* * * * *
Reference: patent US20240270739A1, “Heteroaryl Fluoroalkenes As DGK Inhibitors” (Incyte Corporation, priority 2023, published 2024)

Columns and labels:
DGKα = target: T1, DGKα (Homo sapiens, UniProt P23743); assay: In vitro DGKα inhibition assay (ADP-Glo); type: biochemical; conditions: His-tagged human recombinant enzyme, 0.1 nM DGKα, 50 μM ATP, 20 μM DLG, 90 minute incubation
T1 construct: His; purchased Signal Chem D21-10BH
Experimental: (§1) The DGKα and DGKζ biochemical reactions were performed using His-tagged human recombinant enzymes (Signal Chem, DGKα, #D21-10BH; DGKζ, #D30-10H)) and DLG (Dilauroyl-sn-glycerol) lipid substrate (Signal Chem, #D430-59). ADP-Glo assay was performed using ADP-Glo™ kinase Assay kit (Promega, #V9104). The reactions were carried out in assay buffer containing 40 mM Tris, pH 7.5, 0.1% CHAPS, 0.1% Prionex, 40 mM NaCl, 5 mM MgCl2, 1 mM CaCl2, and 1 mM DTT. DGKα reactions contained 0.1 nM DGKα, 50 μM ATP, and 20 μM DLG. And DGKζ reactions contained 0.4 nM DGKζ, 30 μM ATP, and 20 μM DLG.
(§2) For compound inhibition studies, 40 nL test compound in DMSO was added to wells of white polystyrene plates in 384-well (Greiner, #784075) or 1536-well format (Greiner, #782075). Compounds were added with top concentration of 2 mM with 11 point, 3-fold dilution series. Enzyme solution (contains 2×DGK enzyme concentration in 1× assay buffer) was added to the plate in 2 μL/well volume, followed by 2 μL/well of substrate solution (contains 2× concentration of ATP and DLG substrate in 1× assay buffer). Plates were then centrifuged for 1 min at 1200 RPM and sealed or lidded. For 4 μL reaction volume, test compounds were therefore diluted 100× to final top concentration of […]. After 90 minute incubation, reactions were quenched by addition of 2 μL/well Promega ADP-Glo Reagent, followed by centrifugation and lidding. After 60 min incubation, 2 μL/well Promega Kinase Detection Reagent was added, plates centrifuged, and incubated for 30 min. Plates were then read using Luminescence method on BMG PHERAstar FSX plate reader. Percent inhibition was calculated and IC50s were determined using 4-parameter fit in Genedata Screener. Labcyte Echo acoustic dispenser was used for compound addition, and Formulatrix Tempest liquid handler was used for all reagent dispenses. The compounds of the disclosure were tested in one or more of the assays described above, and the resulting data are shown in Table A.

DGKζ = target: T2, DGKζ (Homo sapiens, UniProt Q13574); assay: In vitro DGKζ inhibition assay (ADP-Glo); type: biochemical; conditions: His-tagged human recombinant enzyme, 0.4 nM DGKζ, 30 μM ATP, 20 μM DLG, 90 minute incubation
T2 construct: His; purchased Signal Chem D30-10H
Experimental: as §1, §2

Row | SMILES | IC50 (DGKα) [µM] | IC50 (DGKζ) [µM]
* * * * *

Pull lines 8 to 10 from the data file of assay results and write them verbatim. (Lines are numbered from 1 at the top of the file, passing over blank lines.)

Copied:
T2 construct: His; purchased Signal Chem D30-10H
Experimental: as §1, §2

Row | SMILES | IC50 (DGKα) [µM] | IC50 (DGKζ) [µM]